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2021: What writers said about Cuckfield (4)

Updated: Dec 27, 2022


Sussex Live June 22 2021

Cuckfield: The quaint Mid Sussex village which used to host annual donkey races

By Multimedia Journalist Yasmin Syed

The unassuming village in the heart of Mid Sussex has an entertaining past to say the least, as it was once famous for holding annual donkey races.


For 15 years, the event dubbed the 'Donkey Grand National' was held on Whitemans Green.

On every August bank holiday between 1951 and 1965, donkeys would race on the field, often drawing carriages of people behind them.

A donkey drawn carriage conveys Windmill girls around the race circuit c1958

Groups in the village used the event as a way to obtain much-needed funds to redistribute into Cuckfield and benefit the wider community. Locals set up stalls for the 10,000 racegoers who would come to Cuckfield especially for the event. As well as the thousands who would attend the races, around 20 bookmakers also made their way down to place bets on the animals as they competed on the field.


Betting at the donkey derby c1958

It wasn't always a huge attraction though, in the early years the donkey race started out on the land now home to Warden Park School, but it moved to the Whitemans Green site by Mill Hill Farm for its third annual event in 1953.


When the race, also previously dubbed the 'Donkey Derby' did pick up steam, it was so famous that it made it into a British tourist brochure advertising the country that was distributed to those abroad.

The much-loved Donkey Grand National came to an end after a successful 15-year stint when the local council purchased the fields at Whitemans Green and turned them into football and rugby pitches now seen there today.


The council refused to allow the race to continue over concerns that the donkey's hooves would damage the new pitches, and residents took the news hard.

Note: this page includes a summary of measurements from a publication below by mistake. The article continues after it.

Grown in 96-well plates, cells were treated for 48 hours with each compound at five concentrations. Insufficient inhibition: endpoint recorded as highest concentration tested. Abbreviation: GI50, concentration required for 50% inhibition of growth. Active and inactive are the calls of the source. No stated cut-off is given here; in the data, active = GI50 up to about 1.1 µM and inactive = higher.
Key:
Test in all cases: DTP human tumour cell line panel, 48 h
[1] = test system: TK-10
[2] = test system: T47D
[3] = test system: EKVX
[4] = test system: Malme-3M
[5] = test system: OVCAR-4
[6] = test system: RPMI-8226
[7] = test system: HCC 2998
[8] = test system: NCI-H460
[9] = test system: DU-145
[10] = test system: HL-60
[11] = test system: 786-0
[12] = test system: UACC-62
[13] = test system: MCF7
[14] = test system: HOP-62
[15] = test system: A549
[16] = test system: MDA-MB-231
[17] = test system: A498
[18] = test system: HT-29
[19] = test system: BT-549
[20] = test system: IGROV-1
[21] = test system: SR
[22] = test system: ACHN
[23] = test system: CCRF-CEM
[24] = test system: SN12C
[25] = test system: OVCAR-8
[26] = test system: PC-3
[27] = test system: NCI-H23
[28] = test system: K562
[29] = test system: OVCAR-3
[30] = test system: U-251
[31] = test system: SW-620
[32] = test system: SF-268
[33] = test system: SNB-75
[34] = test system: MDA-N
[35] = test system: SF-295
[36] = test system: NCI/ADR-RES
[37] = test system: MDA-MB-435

With the Donkey Derby bringing so much money to the village, locals had to rally together to find a new way to raise funds for the local community and it sparked a movement perhaps even more bizarre than the mule competition.


In response to the council's decision to get rid of the donkey race, Cuckfield declared independence and became the 'Independent State of Cuckfield' in 1966, after signing the Unilateral Declaration of Independence.


The Mayor of Cuckfield in a triumphal procession down the High Street c1969

Peter Bowring was the man behind the movement, founding the Independent State with his wife Phyl and a group of volunteers.


To this day, the local charitable organisation continues to run their annual mayoral election to raise money for the village, in place of the money previously raised at the bank holiday races.


Residents pay a penny to vote in the election but can vote for each candidate as many times as they like, so long as they pay one pence per vote.


It's known as the country's 'most corrupt' election, with its 'election night' held in the local pub or village hall with the winner announced at 11pm.


The title of mayor is of course nothing but a name, with the fun election held purely to support local charities and give back to the local community.


The Independent State of Cuckfield's website says their aims today "are achieved mainly by supporting the wide and varied groups and organisations, based in Cuckfield and the locale, through the distribution of the money raised at the Mayor’s Election."


Who knows, one day we could see the return of donkey racing as a method to raise money for the village again.


Article courtesy of Sussex LIve; pictures one and two courtesy of Pathe News c1958

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